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Lynch School of Education

History

lynch school of education

Lynch School GraduateFor more than a half century, the Lynch School of Education, which began as Boston College's first coeducational school on the Chestnut Hill campus, has pursued its mission to "enhance the human condition through education."

Founding Dean, Charles F. Donovan, S.J., sought to establish "a good and flourishing school of education" that would "exercise a beneficial influence on education and educational policies in this part of the country."

Today, the Lynch School is a complex academic enterprise that exerts an influence on education in Boston and its surrounding communities, and throughout the Commonwealth of Massachusetts, the United States, and the international community.

The School has grown to 60 full-time faculty members, more than 35 part-time faculty members and another 60 researchers, 800 undergraduate students and 1,000 graduate students, and more than 25 academic programs in education, human development, and psychology.

The Lynch School has earned an outstanding reputation through the work of students and faculty who, individually and collectively, ask, "How can scholarship and knowledge be applied to problems of consequence?"

The School is a community of scholars committed to a model of education that serves the goals of social justice. The nearly 20,000 graduates of the Lynch School carry this commitment into their professional lives—as teachers, principals, superintendents, counselors, psychologists, curriculum specialists, university faculty members and administrators, researchers, testing and assessment experts, and program/policy evaluators. They work in such settings as schools, universities, research institutes, hospitals, social service agencies, private industry, clinical settings, foundations, and government agencies.

The Lynch School's commitment is informed by a sense of the practical and the possible. Its understanding of social problems such as discrimination, poverty, violence, ignorance and social inequity, and their impact in our communities, is based on experience working in and with the community.

This work is done in a dynamic environment of collaboration—faculty and graduate students collaborate with teachers, undergraduate students, counselors, parents and administrators; with schools and human service providers; and with professionals in various fields. The collaboration changes practice, leads to new learning in the Lynch School's various specialties within education and psychology, and informs state and national policy.

As a research institution at the graduate level, the Lynch School is ranked 24th (2014) among schools of education in the country, second in New England, and the only school at a Catholic university to be ranked in the top 50 (US News).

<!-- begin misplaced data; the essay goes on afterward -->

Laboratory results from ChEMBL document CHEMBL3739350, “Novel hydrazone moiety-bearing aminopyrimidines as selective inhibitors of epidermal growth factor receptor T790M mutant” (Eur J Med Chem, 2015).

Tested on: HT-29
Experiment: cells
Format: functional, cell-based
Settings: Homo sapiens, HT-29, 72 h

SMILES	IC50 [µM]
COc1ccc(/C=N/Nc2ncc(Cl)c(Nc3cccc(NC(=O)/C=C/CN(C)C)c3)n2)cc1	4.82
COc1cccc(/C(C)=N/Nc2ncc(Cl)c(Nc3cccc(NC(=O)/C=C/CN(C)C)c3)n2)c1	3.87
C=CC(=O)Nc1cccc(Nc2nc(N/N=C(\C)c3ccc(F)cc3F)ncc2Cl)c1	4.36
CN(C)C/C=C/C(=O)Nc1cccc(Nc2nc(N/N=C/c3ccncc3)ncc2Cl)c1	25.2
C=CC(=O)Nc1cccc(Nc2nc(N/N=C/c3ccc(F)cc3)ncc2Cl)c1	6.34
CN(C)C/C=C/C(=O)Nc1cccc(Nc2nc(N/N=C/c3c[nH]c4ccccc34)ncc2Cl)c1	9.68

Members of the Lynch School faculty, conducting research as individuals and as members of the several national and international research centers at the Lynch School, attract more than $12 million a year in sponsored research.

Major research centers at the Lynch School include

  • Center for Catholic Education
  • Center for Child, Family, and Community Partnerships
  • Center for Human Rights and International Justice
  • Center for International Higher Education
  • Center for the Study of Testing, Evaluation, and Educational Policy
  • Institute for the Study and Promotion of Race and Culture
  • TIMSS and PIRLS International Study Center

The Lynch School is also a leader in innovative programs that enhance teaching and learning while removing the social, psychological, and health barriers to learning.

The Lynch School also is partner with the Boston Public Schools and the YMCA of Greater Boston in Boston Connects—a plan to coordinate and integrate the delivery of student support services to elementary school children throughout the Allston-Brighton/Mission Hill neighborhoods, most of whom face significant barriers to learning.

The Boston College School of Education's advance reached a new level in 1999, when Carolyn and Peter Lynch contributed more than $10 million to the University. In recognition of that gift, then the largest individual gift ever made to the University, the School of Education was formally named in their honor in November 2000.

Income from the Lynches' gift supports the entire range of School programs, including teacher preparation, graduate study, research, scholarships, and future initiatives. The generous support of people like Peter Lynch, a Boston College alumnus and perhaps the nation's best-known financial adviser, for a school of education is a strong message that education is a good investment.

The Lynch School of Education has experienced more than 50 years of sustained growth in stature and impact on education and educational policy. It looks forward to continuing to fulfill its mission to enhance the human condition, expand the human imagination, and make the world more just.